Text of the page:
Canada’s New Government Standing Up Against Standby Power
Victoria - The Honourable Gary Lunn, Minister of Natural Resources, today announced that Canada’s New Government will put in place standards to limit the amount of power consumed by products in standby mode. Energy-efficiency regulations are a proven way to reduce consumption and protect the environment.
Standby power is the electricity consumed by items such as televisions, CD players, computers and microwaves - even when they are turned off. Although the electricity consumption is minimal - usually between one watt and 20 watts - a typical Canadian home could have 25 or more devices that are consuming electricity 24 hours a day, 365 days a year. It is estimated that standby power accounts for as much as 10 percent of the average household’s annual electricity consumption.
“If all the products that use standby power were limited to one watt, the average household’s electricity bill would drop by at least $35 a year,” said Minister Lunn. “Consumers will start to see these savings once the regulations come into effect and they begin to replace older products with new, more efficient models.”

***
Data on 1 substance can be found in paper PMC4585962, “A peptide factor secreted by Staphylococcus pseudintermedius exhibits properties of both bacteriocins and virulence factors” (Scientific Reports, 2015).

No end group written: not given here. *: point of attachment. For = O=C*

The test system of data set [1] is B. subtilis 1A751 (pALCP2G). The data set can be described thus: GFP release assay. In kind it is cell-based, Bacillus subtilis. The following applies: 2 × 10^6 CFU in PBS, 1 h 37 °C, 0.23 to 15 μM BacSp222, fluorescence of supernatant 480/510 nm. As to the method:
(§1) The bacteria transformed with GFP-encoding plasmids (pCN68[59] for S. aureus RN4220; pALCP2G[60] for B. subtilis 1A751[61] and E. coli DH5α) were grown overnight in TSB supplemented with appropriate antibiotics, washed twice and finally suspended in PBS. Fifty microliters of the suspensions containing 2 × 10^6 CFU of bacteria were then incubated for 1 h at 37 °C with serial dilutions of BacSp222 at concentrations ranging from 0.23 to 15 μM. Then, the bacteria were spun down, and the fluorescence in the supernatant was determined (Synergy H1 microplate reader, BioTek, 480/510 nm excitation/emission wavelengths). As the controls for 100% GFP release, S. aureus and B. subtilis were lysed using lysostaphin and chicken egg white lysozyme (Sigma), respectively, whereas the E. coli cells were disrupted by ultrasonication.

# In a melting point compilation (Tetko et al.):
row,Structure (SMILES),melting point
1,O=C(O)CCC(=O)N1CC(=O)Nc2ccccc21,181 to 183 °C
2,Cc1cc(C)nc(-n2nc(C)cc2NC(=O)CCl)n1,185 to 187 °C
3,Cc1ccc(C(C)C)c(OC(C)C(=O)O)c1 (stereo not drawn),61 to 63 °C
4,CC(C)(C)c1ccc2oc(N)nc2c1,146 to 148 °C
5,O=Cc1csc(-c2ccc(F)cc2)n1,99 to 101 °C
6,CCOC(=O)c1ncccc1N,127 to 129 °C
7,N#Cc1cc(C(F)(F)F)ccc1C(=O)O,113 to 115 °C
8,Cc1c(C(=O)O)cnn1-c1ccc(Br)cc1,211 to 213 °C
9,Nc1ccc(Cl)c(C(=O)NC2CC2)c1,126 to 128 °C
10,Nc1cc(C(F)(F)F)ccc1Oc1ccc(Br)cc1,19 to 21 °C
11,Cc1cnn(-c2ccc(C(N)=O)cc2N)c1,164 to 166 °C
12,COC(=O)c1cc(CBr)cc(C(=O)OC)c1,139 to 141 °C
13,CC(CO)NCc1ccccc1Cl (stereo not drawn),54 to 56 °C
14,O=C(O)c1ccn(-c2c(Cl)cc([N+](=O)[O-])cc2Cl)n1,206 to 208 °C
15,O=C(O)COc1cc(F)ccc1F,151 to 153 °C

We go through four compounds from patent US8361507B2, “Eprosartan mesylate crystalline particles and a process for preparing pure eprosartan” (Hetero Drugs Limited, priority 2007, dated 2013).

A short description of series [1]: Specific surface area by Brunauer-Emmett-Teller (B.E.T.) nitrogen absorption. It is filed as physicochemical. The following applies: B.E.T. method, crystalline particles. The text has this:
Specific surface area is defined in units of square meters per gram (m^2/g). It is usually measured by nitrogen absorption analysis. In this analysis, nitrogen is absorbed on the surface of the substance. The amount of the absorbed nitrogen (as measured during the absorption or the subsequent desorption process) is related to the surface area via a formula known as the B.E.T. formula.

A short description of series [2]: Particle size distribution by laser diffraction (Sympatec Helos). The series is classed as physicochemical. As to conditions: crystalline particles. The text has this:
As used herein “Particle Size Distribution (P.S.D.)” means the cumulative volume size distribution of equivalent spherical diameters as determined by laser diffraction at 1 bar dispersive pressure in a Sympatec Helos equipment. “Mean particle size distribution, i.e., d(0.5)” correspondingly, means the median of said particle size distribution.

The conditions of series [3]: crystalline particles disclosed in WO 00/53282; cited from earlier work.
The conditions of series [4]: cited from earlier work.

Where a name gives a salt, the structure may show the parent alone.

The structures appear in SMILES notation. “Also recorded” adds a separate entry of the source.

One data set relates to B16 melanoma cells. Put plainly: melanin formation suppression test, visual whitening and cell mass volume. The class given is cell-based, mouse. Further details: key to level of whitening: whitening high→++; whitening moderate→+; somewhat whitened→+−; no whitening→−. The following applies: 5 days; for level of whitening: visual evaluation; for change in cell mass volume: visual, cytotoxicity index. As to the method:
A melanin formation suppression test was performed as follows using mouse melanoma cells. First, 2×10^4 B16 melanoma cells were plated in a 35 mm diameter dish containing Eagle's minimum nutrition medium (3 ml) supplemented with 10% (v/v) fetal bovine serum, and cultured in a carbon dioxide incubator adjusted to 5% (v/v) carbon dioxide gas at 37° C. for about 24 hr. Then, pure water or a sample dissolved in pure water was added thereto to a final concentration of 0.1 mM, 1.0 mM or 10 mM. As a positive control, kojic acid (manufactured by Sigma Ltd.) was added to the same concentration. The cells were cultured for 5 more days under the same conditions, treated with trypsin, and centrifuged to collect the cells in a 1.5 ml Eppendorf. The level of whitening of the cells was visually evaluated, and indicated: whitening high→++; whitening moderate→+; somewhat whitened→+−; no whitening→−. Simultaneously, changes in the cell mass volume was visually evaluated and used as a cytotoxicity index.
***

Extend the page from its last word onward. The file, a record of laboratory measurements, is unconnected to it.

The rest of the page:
It is estimated the savings would equal the amount of electricity needed to power 400,000 homes. Emissions reductions would be equivalent to taking a large coal-fired power generating unit offline.
Canada’s action reflects a growing international movement to address the energy wasted by standby power, and supports the “1-Watt Initiative” promoted by the International Energy Agency. This initiative, which urges a one-watt standby power limit for all energy-using products, was endorsed by the G8 leaders at their 2005 summit in Gleneagles, and standby power was also discussed at the North American Energy Ministers’ meeting in Victoria.
Given the extensive trade in consumer electronics between Canada, the U.S. and Mexico, Canada is encouraging its North American partners to adopt similar standards for standby power to save even more energy and facilitate trade.
Canada’s regulations for standby power will be implemented in two steps, with the first standard being put in place in 2008 to address standby power in consumer electronic devices, followed by a more stringent standard in 2010. Consultations with stakeholders on how the standards will be set and implemented are already underway.
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